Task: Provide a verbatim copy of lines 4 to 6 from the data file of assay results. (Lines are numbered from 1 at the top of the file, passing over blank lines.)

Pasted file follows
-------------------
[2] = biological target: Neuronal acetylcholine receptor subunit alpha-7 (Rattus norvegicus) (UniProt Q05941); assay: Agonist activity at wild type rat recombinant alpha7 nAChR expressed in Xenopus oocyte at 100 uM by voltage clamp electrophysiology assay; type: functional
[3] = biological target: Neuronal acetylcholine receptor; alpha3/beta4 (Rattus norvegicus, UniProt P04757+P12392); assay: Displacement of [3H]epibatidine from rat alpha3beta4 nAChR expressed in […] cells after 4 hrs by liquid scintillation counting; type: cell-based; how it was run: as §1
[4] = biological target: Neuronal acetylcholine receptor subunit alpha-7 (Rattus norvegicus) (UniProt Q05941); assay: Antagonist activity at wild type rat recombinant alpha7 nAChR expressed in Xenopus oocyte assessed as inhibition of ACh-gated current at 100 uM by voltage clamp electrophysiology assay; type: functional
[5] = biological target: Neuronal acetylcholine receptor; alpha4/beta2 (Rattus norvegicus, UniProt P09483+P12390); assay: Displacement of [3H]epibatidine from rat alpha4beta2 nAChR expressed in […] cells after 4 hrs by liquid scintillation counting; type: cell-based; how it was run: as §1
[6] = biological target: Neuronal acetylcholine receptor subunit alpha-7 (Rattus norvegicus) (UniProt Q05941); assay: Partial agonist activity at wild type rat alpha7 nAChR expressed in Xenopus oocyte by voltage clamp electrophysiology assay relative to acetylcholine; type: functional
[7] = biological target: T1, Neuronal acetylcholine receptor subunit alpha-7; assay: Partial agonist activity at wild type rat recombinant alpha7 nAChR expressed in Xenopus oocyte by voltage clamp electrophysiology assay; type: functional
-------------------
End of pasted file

[5] = biological target: Neuronal acetylcholine receptor; alpha4/beta2 (Rattus norvegicus, UniProt P09483+P12390); assay: Displacement of [3H]epibatidine from rat alpha4beta2 nAChR expressed in […] cells after 4 hrs by liquid scintillation counting; type: cell-based; how it was run: as §1
[6] = biological target: Neuronal acetylcholine receptor subunit alpha-7 (Rattus norvegicus) (UniProt Q05941); assay: Partial agonist activity at wild type rat alpha7 nAChR expressed in Xenopus oocyte by voltage clamp electrophysiology assay relative to acetylcholine; type: functional
[7] = biological target: T1, Neuronal acetylcholine receptor subunit alpha-7; assay: Partial agonist activity at wild type rat recombinant alpha7 nAChR expressed in Xenopus oocyte by voltage clamp electrophysiology assay; type: functional